My play The Elephant in the Room was named a finalist in the first annual Labute New Theater Festival, started by the St. Louis Actors’ Studio in St. Louis, Missouri. I’ll post more details here as I learn them, but the play will be produced as part of the festival in July 2013, at the Gaslight Theater in St. Louis.
I’m hoping to be able to travel to see it, but I’m actually in rehearsal for another show that we were going to do a work-in-progress showing of in late July, so it will depend on the timing. But either way, I’m excited to have the play be part of this new festival.
I was invited to be part of a discussion taking place at Harvard. The discussion will focus on the challenges that artists working in all forms face in getting paid for their creative work. Many discussions have been taking place live and online around these topics over the past couple of years, and they have taken place in different forms in decades past. Of course, no single discussion will solve the problem, but I’m looking forward to comparing notes with my fellow speakers, Jesal Kapadia of MIT and and Lise Soskolne of W.A.G.E.
Please join if you’re in the Boston area:
Wednesday, April 10 @ 7.00pm
Capenter Center for the Visual Arts
24 Quincy Street, Cambridge, MA 02138
This event is free and doesn’t require tickets or RSVP.
I was asked to take part in Flux Factory’s Death Match: Arts Funding, Follow the $$$$ in January of this year. It was a bit raucous and a laugh, but it got me thinking about a few things. Lucky for me, the National Endowment for the Arts blog editor asked me to write a recap of the event for them, so I had a chance to think through some of what we talked about in the debate. Read it here:
• A Fight to the Death for Arts Funding?
That piece follows up on a series of articles and essays I’ve been writing over at Hyperallergic about the role of the arts in US society. All this writing builds on the research I’m doing for a book that I’m writing about the value of the arts in America.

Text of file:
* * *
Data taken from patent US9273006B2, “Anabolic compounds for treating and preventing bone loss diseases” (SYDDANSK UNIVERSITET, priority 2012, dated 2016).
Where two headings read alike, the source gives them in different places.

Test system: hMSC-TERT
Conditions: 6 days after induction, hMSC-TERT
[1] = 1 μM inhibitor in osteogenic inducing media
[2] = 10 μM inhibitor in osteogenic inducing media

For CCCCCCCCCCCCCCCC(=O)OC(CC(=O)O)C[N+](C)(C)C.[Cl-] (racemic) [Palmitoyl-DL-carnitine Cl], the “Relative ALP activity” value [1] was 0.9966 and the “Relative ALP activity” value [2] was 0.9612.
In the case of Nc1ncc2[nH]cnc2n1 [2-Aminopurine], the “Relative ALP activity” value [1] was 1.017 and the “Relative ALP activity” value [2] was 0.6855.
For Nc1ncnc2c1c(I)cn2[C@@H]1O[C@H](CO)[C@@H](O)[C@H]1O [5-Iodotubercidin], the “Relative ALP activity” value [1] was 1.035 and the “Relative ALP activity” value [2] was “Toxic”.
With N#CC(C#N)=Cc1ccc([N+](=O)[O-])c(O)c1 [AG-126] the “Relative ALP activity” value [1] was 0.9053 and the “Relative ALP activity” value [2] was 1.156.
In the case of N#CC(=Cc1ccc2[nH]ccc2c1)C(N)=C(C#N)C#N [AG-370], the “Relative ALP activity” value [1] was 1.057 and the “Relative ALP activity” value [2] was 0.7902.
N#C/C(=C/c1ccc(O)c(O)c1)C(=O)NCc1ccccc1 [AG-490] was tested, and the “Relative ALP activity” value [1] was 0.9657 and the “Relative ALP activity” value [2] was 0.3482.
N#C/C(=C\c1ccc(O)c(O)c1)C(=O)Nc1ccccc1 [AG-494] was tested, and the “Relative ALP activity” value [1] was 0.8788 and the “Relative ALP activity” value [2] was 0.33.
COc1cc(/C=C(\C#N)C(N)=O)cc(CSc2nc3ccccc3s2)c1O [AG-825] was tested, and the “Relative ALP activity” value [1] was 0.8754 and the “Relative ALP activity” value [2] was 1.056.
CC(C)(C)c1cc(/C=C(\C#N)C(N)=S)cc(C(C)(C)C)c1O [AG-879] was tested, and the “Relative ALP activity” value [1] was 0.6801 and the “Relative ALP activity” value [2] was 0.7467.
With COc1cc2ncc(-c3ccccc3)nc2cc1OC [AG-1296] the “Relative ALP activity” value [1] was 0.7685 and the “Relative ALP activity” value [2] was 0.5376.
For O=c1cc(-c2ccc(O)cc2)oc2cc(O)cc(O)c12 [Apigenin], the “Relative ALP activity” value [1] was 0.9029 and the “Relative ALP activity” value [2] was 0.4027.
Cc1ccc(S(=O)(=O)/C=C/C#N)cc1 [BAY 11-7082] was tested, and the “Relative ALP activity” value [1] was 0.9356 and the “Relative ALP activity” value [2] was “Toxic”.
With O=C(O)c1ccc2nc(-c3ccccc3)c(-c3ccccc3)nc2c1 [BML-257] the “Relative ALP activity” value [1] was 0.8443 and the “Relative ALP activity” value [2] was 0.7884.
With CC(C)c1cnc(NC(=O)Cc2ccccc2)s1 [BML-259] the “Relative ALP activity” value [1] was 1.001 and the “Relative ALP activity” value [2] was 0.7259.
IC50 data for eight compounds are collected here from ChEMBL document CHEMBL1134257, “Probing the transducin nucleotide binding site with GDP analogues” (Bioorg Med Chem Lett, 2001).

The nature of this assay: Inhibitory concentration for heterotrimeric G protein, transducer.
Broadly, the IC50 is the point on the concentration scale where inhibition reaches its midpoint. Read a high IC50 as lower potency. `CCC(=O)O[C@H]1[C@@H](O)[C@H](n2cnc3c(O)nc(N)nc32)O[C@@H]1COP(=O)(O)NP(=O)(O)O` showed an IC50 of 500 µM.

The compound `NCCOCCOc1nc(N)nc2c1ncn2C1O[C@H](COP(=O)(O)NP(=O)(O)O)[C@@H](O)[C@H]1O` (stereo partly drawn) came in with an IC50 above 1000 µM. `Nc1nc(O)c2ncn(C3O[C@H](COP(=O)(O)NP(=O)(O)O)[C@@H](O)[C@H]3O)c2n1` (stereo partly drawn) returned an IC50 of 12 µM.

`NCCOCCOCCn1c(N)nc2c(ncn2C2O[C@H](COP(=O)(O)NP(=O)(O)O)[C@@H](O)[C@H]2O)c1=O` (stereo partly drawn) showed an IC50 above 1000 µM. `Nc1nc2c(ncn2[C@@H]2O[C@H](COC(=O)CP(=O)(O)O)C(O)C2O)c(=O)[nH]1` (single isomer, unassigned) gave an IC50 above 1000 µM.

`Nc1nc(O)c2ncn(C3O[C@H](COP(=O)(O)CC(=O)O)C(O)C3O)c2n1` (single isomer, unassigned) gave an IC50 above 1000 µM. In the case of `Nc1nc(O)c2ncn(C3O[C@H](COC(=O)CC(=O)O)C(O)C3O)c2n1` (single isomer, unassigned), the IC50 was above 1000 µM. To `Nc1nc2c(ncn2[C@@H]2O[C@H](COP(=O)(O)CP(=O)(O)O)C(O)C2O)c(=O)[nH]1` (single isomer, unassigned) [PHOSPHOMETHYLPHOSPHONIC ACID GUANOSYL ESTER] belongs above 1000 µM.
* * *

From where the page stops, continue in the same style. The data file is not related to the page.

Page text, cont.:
Here are a couple of the other pieces that I’ve written lately:
• Failure, Success, and Community in Contemporary Performance
• Recovering the History of the Puerto Rican Art Workers’ Coalition
• A Grand Unified Theory of Art?
• The Perplexing Role of Metrics in the Arts
• It Is Broke, We Should Probably Fix It: The Nonprofit Model and the Arts
• Good Intentions and Big Ideas: Feel Good Grants That Exploit Artists and Reduce Arts Funding
View the complete archive of my pieces for Hyperallergic here.
Most of what I’m doing these is connected in some way to research I’m doing for the book I’m working on about value and the arts. In the process, I’ve come across some resources that make me really happy that data geeks and life-long researchers do their work. Here are a few good resources:
• CPANDA (The Cultural Policy & the Arts National Data Archive – has links to just about every major arts-related data set out there)
• Some 2001 data from Princeton on the question of “How many artists are there [in the US]?” (it has holes, but it’s a great and very digestible jumping off point to larger questions about how we name and count artists)
• Most of this woman’s writing: Ellen Dissanayake
• This book, for many reasons: The Revolution Will Not Be Funded: Beyond the Non-Profit Industrial Complex
• Not being an educator, I’m coming to find as I dip further into a framework for better understanding the arts, that the term “inquiry” has achieved a vogue in education now, as in “inquiry-based learning.” Inquiring minds want to know…
But it’s not all research all the time. This fall I started a Queer Writing Group with Ella Boureau of In the Flesh Magazine. And in November I co-organized a marathon reading of work by Audre Lorde and Adrienne Rich at the Lesbian Herstory Archives. My brain can’t sit still these days.
Along with Shawn Smith and Flavia Rando, I’m helping to organize a marathon reading of writing by Audre Lorde and Adrienne Rich at the Lesbian Herstory Archives. It’s going to take place on November 17, 2012 (the 40th anniversary of Lorde’s passing), at the Archives in Brooklyn, NY, from 12noon to 12midnight.
We’ve already had a wonderful response and a whole range of different organizations are taking part, from the Astraea Foundation to bklyn boihood to Belladonna.
I’m really excited to be part of putting this event together and really looking forward to the chance to spend a day sinking into the work of these two remarkable women.
Get the full details here.
In addition, the Archives is running a fundraising campaign in tandem with the event. If you can, please give to this important and extremely unique organization, dedicated to preserving the stories of women who often remain hidden to history. Donate here.
I’m going to be one of the people sharing stories at the next Queer Memoir event on October 6 at 8pm. The event takes place at the headquarters for Queers for Economic Justice in Chelsea (147 W. 24th St., 4th Floor, New York, New York). The theme for the evening is, nerd. Plus, there are some pretty awesome people who will also be sharing that night: Calvin S. Cato, Laura Duncan, Kelli Dunham (co-founder of Queer Memoir), M. Taueret Davis, Everett Maroon, and Genne Murphy (co-founder of Queer Memoir).